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Photo courtesy of Catalina Marathon
This article appeared in our January 2011 issue.
From encountering buffalo on the remote island course to post-race partying, this is one wild event.
There are a lot of reasons why six guys have raced the Catalina Marathon 32 consecutive times, not missing a single year since the race’s beginnings in 1978.
The course—23 miles on wide jeep roads and three miles on pavement—cuts across the interior of Catalina Island, 26 miles off the coast of California, providing epic ocean views and wildlife encounters as it climbs and descends wilderness most folks otherwise would never see. It’s a glimpse into what California might have looked like 150 years ago, with no houses, wild brush lands and varying ecosystems.
This race is logistically challenging, requiring early arrangements, or else, which might add to the proud-to-never-miss-it appeal. While the race organization doesn’t cap entries, and 700 to 800 runners race each year, the island’s hotel rooms fill up, and there’s only 600 seats on the race-day ferry to the starting line.
Competitors typically take a ferry from the California coast the day prior to the Saturday race, and stay in the small, picturesque town of Avalon. Roughly 200 runners choose to camp in tents or rustic cabins at the start in Two Harbors, or nab one of 10 rooms at the only hotel there. Those in Avalon hop on the chartered ferry at 4:15 a.m. on race morning to the start, and run the rugged 26.2 back to Avalon, which is where the party begins.
“It’s tradition that the winners sing karaoke that night,” says race director of 15 years, Jack Caress. “I think the only time people aren’t drinking all weekend is when they’re actually running the race.”
Runners take great pride in their Catalina tick list, as “year bars” are awarded to finishers, who string them on what are known as “Starter’s Pins.” “You’ll see people walking around town with them pinned to their hats or shirts,” says Caress, “like military medals of honor.”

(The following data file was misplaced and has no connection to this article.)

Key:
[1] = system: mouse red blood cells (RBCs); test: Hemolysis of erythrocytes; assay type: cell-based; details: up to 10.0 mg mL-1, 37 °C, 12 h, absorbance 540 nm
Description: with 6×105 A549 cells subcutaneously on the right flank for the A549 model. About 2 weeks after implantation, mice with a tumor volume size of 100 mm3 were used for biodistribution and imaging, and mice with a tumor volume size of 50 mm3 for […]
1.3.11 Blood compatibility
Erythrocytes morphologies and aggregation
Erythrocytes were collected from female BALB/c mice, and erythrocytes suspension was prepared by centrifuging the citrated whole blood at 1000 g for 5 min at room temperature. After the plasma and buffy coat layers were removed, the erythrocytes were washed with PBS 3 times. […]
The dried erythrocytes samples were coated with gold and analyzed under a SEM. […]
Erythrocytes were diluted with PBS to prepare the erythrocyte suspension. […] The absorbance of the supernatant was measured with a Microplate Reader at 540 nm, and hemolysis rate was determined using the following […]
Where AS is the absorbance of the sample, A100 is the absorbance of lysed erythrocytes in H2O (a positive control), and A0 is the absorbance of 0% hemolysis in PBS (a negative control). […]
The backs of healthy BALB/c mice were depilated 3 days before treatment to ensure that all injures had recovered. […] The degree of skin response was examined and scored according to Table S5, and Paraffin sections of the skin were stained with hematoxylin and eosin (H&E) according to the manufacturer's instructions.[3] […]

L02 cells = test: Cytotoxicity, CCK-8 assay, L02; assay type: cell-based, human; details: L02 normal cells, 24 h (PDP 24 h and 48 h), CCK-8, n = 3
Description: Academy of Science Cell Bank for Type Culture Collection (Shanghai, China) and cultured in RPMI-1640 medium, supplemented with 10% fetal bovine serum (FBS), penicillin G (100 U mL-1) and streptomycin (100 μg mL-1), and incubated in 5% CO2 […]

“The Catalina Marathon is one of the few races that captures all of the runners (and families) and keeps them in one remote and beautiful location for a weekend, almost to the exclusion of outsiders,” says 59-year-old Bill McDermott of La Habra Heights, California, who hasn’t missed a race since its inception in 1978 and holds the course record. “The result is like a big reunion each year.”
And though the Catalina Marathon is a USATF-sanctioned race, it’s not a course where you’ll likely run a PR. “It’s really unique to break three hours,” says Caress. “Most people run five or six hours, but more people come across the line smiling than at most races.”
The race runs point-to-point from Two Harbors—a popular place to dock a boat and have a drink at the Banning House’s bar—to Avalon. The course starts at sea level, climbs 820 feet over the first two-and-a-half miles to West Summit for a short a series of ups and downs then plummets back to sea level at mile 8.2 at Little Harbor. The longest climb of the day is up Pump House Hill at mile 17.7.
At mile 18.6, the trail empties onto the paved airport road for a mile and a half. Around mile 20, where the Divided Trail hits the Avalon Trail, at 1570 feet, comes the highest point on the course and the best view. “You look west and see San Clemente Island,” says Caress. “Look east on a clear day and see the California skyline and Avalon down below.” From there, it’s five miles downhill.
The final mile and a half are on paved streets through Avalon, past Wrigley Memorial (Chicago’s Wrigley family owned Catalina before turning most of it over to the Catalina Conservancy) and to the finish.
Male Course Record: Bill McDermott: 2:39:58 (1991)
Female Course Record: Heather Fuhr: 3:07:00 (2010)
2010 Male Winner: Joshua Loren: 3:02:04
2010 Female Winner: Heather Fuhr: 3:07:00
Race Date: Saturday, March 12
Entry fee: $120 for early registration
Number of participants: 700 to 800
Number of aid stations: 13
High point: 1750 feet
Low point: Sea level
Cut off: 8 hours
MORE WEST COAST RACES
Catalina Island Eco Marathon. Catalina, mid-November. This more low-key alternative starts and finishes in Avalon. www.catalinaecomarathon.com
Big Sur Trail Marathon. Big Sur, California, late September. Held on the packed dirt of scenic Old Coast Road. www.envirosports.com/events/big-sur-trail-marathon-half-marathon-5-mile
Napa Valley Wine Country Marathon. Napa, California, end of October. Run through the Bothe-Napa Valley State Park and raise a glass to celebrate.